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New Technology for the latest generation of fall detectors

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Falls in the elderly are one of the most serious problems that our society has to combat. Worldwide, millions of people over the age of 65 suffer falls every year. In the US alone, for example, an elderly person is treated for fall injuries in the emergency room every eleven seconds. According to the Center for Disease Control and Prevention, in 2030, falls will cause 7 deaths every hour in older people.

Clearly, falls are a leading cause of injury among the elderly. In addition, we must not forget the cost to national health budgets resulting from these injuries. More than 800,000 older people are hospitalized in the United States each year, mainly for hip breaks or head trauma, while in the UK unaddressed fall hazards at home cost the NHS an estimated £435 million.

These chilling data shine the spotlight not only on the economic impact of these falls, but also on the impact on the lives of so many people. The problem is particularly acute for elderly people living alone. Delays in responding to victims of falls is an area where the telecare industry must improve. Indeed, response time after falls is a critical factor in the survival of elderly after falling.

Telecare Cardiff has carried out numerous studies showing that when a user remains on the floor for more than an hour, they have a more than 50% chance of dying in the next six months. Furthermore, studies conducted by the United States Administration on Aging and the Centers for Disease Control and Prevention have shown that the longer the response time, the greater the likelihood that the older person will not survive. In fact, the percentage of deaths after a fall ranges from 66% of cases when the user is found after 72 hours to only 8% when he is treated in less than an hour.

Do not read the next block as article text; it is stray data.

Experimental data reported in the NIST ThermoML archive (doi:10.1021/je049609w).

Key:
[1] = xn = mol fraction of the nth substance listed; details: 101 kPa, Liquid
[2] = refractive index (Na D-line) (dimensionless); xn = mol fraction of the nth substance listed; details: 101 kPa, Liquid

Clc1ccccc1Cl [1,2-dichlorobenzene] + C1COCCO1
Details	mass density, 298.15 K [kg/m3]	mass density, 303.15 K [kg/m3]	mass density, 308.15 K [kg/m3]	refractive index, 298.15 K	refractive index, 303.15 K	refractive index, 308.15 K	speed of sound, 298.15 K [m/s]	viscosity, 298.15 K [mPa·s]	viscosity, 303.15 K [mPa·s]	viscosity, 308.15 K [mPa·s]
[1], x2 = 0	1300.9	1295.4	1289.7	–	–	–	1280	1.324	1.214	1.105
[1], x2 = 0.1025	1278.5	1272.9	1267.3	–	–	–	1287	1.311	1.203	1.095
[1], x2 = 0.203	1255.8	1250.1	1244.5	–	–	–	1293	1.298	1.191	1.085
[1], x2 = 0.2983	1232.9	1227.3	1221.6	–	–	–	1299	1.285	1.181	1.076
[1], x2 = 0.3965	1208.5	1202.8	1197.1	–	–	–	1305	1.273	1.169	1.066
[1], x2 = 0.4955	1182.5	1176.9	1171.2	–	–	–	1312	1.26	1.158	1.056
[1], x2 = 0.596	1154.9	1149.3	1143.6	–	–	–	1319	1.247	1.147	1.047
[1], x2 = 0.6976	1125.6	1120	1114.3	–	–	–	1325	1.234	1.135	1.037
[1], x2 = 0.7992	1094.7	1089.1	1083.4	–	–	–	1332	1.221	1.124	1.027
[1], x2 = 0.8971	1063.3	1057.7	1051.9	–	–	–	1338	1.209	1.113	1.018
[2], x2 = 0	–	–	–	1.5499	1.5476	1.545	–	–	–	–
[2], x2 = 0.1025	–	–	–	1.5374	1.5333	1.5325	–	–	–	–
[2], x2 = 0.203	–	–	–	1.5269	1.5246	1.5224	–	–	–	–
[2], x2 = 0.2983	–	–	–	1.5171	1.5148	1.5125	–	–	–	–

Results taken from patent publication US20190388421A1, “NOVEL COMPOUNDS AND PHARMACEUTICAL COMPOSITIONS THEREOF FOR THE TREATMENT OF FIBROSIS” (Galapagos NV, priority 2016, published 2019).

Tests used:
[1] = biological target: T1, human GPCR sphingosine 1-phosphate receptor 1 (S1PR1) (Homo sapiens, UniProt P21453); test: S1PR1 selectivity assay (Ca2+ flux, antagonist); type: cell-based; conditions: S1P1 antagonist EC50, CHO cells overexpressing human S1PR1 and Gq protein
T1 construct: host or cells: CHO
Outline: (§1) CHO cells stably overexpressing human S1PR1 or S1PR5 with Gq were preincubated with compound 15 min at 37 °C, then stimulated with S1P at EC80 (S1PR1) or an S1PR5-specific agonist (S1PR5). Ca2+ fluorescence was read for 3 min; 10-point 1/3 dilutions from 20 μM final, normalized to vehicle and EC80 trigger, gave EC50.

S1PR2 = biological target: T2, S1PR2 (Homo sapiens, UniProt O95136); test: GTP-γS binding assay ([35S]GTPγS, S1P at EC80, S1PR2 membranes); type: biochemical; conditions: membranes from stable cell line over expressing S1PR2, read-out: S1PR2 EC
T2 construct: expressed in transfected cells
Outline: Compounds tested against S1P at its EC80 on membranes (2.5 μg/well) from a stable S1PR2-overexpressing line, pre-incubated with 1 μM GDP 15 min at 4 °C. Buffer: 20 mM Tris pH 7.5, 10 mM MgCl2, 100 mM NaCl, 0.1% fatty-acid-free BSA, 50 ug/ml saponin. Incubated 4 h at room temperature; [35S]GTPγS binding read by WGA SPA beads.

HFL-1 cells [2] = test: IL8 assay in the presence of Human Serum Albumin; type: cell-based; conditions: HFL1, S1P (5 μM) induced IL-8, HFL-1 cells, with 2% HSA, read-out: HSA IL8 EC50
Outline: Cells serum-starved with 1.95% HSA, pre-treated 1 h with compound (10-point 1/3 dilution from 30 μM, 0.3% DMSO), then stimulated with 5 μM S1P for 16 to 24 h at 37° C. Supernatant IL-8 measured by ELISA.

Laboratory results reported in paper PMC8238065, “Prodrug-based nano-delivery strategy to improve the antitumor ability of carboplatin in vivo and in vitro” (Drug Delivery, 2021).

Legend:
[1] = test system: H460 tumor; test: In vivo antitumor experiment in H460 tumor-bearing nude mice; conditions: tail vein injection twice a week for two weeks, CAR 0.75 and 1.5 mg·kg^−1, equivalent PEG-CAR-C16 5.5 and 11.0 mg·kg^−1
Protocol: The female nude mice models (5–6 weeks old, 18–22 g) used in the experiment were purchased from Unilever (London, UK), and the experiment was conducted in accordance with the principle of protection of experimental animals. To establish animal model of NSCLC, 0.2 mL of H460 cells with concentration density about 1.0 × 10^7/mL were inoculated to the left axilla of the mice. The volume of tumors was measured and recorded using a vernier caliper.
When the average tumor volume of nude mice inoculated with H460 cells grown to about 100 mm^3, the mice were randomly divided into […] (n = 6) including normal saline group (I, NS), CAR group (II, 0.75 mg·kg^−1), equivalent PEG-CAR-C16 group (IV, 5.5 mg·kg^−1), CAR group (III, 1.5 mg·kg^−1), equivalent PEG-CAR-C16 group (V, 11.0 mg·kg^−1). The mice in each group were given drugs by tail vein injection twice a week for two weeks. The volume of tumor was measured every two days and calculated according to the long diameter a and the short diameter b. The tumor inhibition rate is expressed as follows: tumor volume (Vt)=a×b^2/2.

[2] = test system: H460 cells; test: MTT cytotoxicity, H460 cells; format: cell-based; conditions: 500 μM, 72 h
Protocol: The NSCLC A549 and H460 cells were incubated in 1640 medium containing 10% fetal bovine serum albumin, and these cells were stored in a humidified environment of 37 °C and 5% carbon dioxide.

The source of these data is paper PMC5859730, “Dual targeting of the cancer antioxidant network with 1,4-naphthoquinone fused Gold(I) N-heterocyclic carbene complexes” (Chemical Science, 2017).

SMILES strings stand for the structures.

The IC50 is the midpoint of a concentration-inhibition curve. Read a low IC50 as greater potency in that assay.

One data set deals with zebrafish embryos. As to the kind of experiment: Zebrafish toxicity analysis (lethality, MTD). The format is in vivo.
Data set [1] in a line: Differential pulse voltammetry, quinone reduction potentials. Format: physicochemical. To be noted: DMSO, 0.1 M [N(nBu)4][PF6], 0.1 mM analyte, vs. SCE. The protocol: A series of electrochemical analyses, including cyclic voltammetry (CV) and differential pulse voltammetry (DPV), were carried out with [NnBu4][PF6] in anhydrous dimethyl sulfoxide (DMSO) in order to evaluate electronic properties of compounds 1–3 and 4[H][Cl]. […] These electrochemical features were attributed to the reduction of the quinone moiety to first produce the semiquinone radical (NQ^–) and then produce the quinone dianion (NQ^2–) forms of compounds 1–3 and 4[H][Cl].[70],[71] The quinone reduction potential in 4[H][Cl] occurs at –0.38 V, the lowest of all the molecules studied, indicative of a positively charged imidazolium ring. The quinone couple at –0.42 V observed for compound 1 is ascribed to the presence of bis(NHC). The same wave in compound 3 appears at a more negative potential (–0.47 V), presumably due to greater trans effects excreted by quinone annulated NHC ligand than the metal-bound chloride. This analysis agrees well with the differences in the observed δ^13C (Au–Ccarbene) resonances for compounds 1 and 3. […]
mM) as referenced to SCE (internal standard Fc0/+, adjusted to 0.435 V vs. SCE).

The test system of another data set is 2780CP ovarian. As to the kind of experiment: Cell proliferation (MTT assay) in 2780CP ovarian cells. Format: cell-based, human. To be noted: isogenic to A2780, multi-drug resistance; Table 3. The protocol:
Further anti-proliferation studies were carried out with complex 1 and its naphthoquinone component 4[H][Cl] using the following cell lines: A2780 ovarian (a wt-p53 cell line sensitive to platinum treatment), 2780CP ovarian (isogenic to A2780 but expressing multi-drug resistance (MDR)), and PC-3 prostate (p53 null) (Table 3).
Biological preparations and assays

These data confirm the important role that telecare services can play in reducing response time in emergency situations.

The good news is that the industry is working hard to improve. In recent years we have witnessed a paradigm shift in our sector; the shift from reactive to proactive telecare. Technology can now improve the level of fall detection and reduce the severity of injuries resulting from falls. This includes not only greatly reducing response time, but also increasing location accuracy, and reducing false alarms. False alarms has been a particularly difficult problem to solve, despite the use of the latest generation of accelerometers and gyroscopes. The number of false alarms makes users not only stop trusting the detection systems, but they can also cause users to disconnect them.

In recent years we have seen some positive developments that have resulted in real advances; for example issuing alerts by voice. This is a great step forward for the industry — facilitating the alert process; allowing the elderly not to be dependent on buttons and pendants. In many cases, seniors did not have their devices with them when they fell or were simply unable to use them.

Obviously, technology plays a key role in the race to increase the protection of the elderly. As we have seen, advances in the sophistication of systems that can detect falls earlier and better or that have the ability to discriminate between real and false falls addresses one of the pressing issues in the telecare industry.

Some telecare companies are already installing even more advanced technologies that bode well for our seniors, including:

Artificial Intelligence, based on machine learning, is already included in some devices that are capable of learning the habits and routines of users to launch alert notifications in the event of deviations, which could potentially be caused by a fall.

– We have recently witnessed the launch of technology that is capable of discriminating between people and pets, even working in the dark, which greatly reduces the number of false alerts.

Technologies that do not require the use of wearables, pendants or other devices. Statistics tell us that in a very high number of falls, the user did not carry their device and that more than half of the people who have a pendant do not use it.

Technologies that protect privacy is another trend. We are talking about technology that allows monitoring without microphones, without cameras while increasing the accuracy and precision of the detections.

Technology is here and it has a lot to offer to improve the lives of the elderly. Welcome.





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